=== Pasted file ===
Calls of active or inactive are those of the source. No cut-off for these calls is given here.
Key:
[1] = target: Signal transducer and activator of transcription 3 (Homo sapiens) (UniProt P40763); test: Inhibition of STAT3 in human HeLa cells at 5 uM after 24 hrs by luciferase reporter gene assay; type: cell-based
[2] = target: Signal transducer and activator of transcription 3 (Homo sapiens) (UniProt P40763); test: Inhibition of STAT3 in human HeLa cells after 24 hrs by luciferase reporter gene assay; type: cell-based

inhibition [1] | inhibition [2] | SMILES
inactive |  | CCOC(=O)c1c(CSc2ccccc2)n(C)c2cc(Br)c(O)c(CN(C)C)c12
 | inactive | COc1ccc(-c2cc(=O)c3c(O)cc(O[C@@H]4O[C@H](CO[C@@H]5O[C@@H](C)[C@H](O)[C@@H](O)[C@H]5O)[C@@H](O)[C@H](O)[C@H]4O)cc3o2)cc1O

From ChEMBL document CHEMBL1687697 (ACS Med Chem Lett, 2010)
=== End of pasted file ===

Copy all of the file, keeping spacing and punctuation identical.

Calls of active or inactive are those of the source. No cut-off for these calls is given here.
Key:
[1] = target: Signal transducer and activator of transcription 3 (Homo sapiens) (UniProt P40763); test: Inhibition of STAT3 in human HeLa cells at 5 uM after 24 hrs by luciferase reporter gene assay; type: cell-based
[2] = target: Signal transducer and activator of transcription 3 (Homo sapiens) (UniProt P40763); test: Inhibition of STAT3 in human HeLa cells after 24 hrs by luciferase reporter gene assay; type: cell-based

inhibition [1] | inhibition [2] | SMILES
inactive |  | CCOC(=O)c1c(CSc2ccccc2)n(C)c2cc(Br)c(O)c(CN(C)C)c12
 | inactive | COc1ccc(-c2cc(=O)c3c(O)cc(O[C@@H]4O[C@H](CO[C@@H]5O[C@@H](C)[C@H](O)[C@@H](O)[C@H]5O)[C@@H](O)[C@H](O)[C@H]4O)cc3o2)cc1O

From ChEMBL document CHEMBL1687697 (ACS Med Chem Lett, 2010)